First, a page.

3 books, 3 points
Reviewing 3 books in 3 bullet points
Recently we travelled to Anglesey for the annual family holiday. One of my favourite things to do is to relax with a book, and being away from work, home and the general hubbub of everyday life meant I could finally get around to starting (and finishing) books I’d meant to read for ages!
- The Reader on the 6:27, by
-Was unsure at first where this story was going, but I got into it very quickly, enjoying the quirkiness of the story and the situations
-Felt easy to read and I liked the peripheral characters, I became invested in the main character and was rooting for him throughout… a fun read, finished it in a few hours and it made me happy
-I enjoyed the ending, it wasn’t what I expected – although it felt like it may be setting up for a sequel
- Go Set a Watchman, By Harper Lee
-I was drawn in straight away, Harper Lee’s use of language is as evocative as ever
-I found myself getting angry throughout the book (which I don’t think is a bad thing) and frustrated – I think if a book can provoke an emotional reaction linked to the story then that’s a good book, I was angry but I enjoyed it, if that makes any sense!
-In the end I felt the story was lacking in depth compared to To Kill a Mockingbird – but maybe because everyone compares it, that’s where it is shown up. (Also maybe because I spent a year studying TKAM at school!) Even though I felt this, it still make me think for days afterwards, well, actually, it’s still making me think, so it may be more layered than I first thought…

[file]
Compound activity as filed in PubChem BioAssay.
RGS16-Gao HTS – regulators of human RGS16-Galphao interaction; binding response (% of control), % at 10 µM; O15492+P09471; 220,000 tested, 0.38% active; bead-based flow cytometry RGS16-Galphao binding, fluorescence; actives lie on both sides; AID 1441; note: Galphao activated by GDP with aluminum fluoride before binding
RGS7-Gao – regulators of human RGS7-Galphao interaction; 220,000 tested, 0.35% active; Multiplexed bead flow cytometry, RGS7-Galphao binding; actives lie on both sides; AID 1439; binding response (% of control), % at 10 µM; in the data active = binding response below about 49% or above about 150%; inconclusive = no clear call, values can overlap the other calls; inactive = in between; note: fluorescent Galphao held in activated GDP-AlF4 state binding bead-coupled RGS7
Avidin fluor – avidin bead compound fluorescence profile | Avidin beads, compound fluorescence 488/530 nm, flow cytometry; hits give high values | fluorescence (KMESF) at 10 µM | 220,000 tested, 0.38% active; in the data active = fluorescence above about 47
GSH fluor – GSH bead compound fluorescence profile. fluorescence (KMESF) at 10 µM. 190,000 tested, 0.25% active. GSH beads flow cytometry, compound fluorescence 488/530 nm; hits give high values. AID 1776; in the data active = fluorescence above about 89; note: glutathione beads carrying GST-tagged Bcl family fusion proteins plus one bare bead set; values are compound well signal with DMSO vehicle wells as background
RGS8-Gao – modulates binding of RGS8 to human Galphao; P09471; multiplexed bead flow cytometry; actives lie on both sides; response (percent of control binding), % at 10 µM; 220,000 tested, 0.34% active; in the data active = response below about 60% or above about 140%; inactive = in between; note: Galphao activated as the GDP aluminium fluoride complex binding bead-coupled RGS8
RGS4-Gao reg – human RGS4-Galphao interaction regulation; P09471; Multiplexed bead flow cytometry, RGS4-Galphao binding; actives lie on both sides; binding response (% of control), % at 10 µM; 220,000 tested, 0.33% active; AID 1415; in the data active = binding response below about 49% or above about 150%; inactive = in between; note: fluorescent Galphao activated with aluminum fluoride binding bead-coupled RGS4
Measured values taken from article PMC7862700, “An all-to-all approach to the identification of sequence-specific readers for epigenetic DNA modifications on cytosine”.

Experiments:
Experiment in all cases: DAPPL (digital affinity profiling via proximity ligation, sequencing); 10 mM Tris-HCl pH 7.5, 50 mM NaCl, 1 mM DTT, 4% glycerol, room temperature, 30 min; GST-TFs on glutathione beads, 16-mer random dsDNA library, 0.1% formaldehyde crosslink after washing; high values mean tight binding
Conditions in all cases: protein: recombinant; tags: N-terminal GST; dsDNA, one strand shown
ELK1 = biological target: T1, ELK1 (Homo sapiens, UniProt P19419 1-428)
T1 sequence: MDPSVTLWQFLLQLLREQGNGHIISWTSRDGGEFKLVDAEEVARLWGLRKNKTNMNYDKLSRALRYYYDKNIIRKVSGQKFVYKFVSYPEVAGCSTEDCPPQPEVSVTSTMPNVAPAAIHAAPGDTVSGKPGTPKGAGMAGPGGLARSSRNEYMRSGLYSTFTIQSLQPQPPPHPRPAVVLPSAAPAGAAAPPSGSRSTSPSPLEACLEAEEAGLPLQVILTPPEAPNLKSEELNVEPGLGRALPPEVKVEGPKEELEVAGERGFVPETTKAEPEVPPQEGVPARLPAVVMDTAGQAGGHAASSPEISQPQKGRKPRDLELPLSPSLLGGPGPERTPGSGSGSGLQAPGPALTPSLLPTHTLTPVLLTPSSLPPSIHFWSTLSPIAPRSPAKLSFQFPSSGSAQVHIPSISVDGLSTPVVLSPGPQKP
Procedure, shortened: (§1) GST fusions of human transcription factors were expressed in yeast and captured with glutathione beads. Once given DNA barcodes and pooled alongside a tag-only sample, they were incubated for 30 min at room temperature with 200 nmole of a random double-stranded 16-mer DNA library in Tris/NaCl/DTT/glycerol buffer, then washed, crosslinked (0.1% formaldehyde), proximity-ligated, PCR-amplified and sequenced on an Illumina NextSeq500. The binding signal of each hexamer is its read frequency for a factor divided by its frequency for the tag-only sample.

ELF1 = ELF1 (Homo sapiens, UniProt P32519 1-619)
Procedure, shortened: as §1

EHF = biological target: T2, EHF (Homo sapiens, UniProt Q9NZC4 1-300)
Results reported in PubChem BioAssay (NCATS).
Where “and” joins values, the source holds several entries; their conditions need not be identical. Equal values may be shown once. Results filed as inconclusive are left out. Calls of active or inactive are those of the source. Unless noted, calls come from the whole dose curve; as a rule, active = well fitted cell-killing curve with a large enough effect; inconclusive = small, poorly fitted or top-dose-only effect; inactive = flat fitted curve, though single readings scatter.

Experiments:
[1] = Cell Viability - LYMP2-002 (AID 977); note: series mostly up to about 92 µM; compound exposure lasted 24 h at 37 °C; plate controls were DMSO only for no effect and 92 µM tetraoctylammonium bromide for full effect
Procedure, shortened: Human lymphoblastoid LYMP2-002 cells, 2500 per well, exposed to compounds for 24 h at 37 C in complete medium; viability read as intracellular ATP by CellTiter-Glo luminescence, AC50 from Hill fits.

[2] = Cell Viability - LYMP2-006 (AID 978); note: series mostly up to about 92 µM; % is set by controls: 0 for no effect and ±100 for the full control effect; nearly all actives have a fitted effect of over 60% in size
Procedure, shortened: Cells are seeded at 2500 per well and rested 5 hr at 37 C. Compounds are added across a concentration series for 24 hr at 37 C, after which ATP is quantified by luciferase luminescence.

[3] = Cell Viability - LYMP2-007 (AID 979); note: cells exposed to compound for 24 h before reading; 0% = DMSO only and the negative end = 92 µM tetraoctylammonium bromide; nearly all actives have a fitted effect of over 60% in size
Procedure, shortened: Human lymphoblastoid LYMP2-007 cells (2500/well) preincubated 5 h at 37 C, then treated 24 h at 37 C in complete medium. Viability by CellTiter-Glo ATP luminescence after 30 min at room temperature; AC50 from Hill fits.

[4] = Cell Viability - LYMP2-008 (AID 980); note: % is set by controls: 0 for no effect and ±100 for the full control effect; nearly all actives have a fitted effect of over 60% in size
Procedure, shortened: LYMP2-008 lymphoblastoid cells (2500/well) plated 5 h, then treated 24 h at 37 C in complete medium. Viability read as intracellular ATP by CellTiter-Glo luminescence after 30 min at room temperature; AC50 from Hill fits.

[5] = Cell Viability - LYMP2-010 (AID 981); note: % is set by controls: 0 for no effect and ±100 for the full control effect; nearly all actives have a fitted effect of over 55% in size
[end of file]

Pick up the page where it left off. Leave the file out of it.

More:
- The Unselfish Spirit, By Mick Collins
-I was intrigued to read this book about a solution to the current ‘global crisis’ – I wanted to see how the author would define this and what viewpoint he’d come from
-I found it a little repetitive but really interesting. The author redefines individual experiences in terms of changing the general consciousness, steering humanity in a different direction. It’s a really positive read with lots of practical, soul-searching exercises at the end of each chapter, and a unique personal viewpoint
-I felt this book was more of a journey than a book! It made me think in different ways about positive solutions, and reframing, that could help us move forward in the future. Not one to read in one sitting but a book to savour and challenge yourself with!
Best of the 3: Go Set a Watchman, due to the amount of thought-provoking discussions I had about it afterwards!
Books up next month:
-Meat: A Benign Extravagance, by Simon Fairlie
-The Watchmaker of Filigree Street, by Natasha Pulley
-Beyond the Tower: A history of East London, by John Marriott
If any of these take your fancy, or if you’ve read any of the books above, please join me in posting 3-bulletpoint reviews! 😉 And suggestions welcome for future 3 books, 3 points reading material…